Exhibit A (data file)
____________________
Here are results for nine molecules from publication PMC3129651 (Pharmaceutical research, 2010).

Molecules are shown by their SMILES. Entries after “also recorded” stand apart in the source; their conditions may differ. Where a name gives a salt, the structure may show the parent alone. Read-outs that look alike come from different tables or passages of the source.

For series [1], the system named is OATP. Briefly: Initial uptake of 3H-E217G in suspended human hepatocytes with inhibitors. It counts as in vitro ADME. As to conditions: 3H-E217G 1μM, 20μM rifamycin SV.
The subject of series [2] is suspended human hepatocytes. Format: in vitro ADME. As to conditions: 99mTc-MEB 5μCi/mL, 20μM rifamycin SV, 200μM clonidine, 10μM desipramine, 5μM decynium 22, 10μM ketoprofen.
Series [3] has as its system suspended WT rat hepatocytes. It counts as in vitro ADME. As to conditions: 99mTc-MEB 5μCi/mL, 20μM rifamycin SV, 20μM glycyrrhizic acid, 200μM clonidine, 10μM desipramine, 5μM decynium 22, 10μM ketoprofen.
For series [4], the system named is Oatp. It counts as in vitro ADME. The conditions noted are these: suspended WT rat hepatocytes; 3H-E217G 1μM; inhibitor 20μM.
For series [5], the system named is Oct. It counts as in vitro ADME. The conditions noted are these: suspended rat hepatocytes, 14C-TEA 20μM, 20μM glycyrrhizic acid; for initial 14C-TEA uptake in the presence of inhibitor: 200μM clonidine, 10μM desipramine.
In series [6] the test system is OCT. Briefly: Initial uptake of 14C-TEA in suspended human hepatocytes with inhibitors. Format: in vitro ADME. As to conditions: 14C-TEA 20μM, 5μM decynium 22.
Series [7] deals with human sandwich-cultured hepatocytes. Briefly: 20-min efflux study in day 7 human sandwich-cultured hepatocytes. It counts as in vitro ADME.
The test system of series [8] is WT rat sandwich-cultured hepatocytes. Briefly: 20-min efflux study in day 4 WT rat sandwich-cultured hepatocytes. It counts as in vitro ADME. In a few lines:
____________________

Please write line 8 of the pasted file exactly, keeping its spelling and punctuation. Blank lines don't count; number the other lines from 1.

In series [6] the test system is OCT. Briefly: Initial uptake of 14C-TEA in suspended human hepatocytes with inhibitors. Format: in vitro ADME. As to conditions: 14C-TEA 20μM, 5μM decynium 22.